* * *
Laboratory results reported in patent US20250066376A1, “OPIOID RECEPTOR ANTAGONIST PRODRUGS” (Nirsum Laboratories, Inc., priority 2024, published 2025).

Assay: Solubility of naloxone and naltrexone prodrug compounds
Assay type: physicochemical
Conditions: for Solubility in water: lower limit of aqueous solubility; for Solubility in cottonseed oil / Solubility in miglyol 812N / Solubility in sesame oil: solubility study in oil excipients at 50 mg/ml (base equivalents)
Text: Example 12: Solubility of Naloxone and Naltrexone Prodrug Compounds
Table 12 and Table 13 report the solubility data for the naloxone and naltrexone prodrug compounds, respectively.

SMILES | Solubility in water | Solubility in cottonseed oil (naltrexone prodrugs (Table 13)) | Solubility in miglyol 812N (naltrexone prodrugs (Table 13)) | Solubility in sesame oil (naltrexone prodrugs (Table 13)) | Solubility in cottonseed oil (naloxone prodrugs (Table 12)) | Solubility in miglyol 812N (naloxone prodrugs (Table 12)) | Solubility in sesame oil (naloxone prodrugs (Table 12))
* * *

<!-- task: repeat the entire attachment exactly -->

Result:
Laboratory results reported in patent US20250066376A1, “OPIOID RECEPTOR ANTAGONIST PRODRUGS” (Nirsum Laboratories, Inc., priority 2024, published 2025).

Assay: Solubility of naloxone and naltrexone prodrug compounds
Assay type: physicochemical
Conditions: for Solubility in water: lower limit of aqueous solubility; for Solubility in cottonseed oil / Solubility in miglyol 812N / Solubility in sesame oil: solubility study in oil excipients at 50 mg/ml (base equivalents)
Text: Example 12: Solubility of Naloxone and Naltrexone Prodrug Compounds
Table 12 and Table 13 report the solubility data for the naloxone and naltrexone prodrug compounds, respectively.

SMILES | Solubility in water | Solubility in cottonseed oil (naltrexone prodrugs (Table 13)) | Solubility in miglyol 812N (naltrexone prodrugs (Table 13)) | Solubility in sesame oil (naltrexone prodrugs (Table 13)) | Solubility in cottonseed oil (naloxone prodrugs (Table 12)) | Solubility in miglyol 812N (naloxone prodrugs (Table 12)) | Solubility in sesame oil (naloxone prodrugs (Table 12))